"I started hearing the same thing from every school," Dalvin Cook, a 5-star running back enrolled at Florida State, told ESPN's Mitch Sherman. "I had to be like, 'Hey, it's a business.' I decided I had to do what was best for me, not them."
So in that way, it makes some sense that television networks would look to commoditize national signing day. It's like hundreds of little versions of The Decision all wrapped in one. And, say what you will about The Decision, but it was a damned glorious financial success.
Collegiate sports is a broken, corrupt racket slowly being exposed as our nation's longest running fraud. Players are getting tired of making a fraction of a fraction of what their coaches are making and are starting to raise enough of a fuss that change will actually take place. Northwestern football players' attempt to unionize is only the start of this process.
But until the business of college football truly begins being treated as such—a business—the recruiting process in general and national signing day specifically is a spectacle that highlights the dichotomy between the false narrative and the reality.
Coaches, equipped with travel budgets the size of small nations, gallivant across the country to convince teenagers to sign up for a multi-year, low-paid internship. They send them letters in the mail, rack up ungodly phone bills sending tongue-face emojis via text and send secret Snapchats of the cutest girls on campus. (OK, they don't really do that—at least I don't think.)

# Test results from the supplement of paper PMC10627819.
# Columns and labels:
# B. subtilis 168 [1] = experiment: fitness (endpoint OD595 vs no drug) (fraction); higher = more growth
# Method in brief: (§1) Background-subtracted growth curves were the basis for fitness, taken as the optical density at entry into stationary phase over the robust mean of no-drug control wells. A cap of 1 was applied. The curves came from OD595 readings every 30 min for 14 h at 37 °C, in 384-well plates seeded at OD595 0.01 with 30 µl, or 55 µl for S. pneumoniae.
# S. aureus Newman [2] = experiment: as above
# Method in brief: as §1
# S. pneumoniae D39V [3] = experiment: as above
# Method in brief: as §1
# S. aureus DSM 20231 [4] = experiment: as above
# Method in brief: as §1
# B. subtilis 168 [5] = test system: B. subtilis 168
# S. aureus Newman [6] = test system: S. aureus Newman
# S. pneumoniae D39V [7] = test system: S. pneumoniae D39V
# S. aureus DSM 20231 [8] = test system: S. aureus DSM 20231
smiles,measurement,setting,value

This process starts at impossibly young ages, with these kids being brainwashed from their first passing camp that State University Tech is the right campus for them. Remember Dave Telep's ESPN Insider piece from 2011 that highlighted all the ways college basketball coaches circumvent NCAA rules by finding loopholes? It's no different—and perhaps even worse—in football.
The NCAA rules are mostly stupid and deserve circumvention. But Wednesday's national signing day fiasco make sense in only the most sinister of ways—it's one of the select few things these players get out of the process.
A better campus tour than your average high school senior. A few free meals here and then. A full scholarship during a time when average student loan debt is nearing $30,000. And a stupid little press conference where they throw on a hat and people start cheering for no other reason other than that's what they've been conditioned to do.
That's what national signing day is. It's a perk. And it's a curse. Because what these coaches and television networks and recruiting evaluators continually fail to tell these kids is that, once the cameras are off, the fun is gone.
You're no longer the beacon of light that is the key to your new coach's national championship dreams. You're just another player. Your star rating does nothing to guarantee stardom, but it'll damn sure be used as a criticism in the event you fail to live up to expectation.
National signing day? Yeah, that's yours. After that? You're just another cog in the college football machine, a fungible empty jersey whose soul purpose is raking in millions for others.
But, you know, good luck with the most important decision of your young life and such.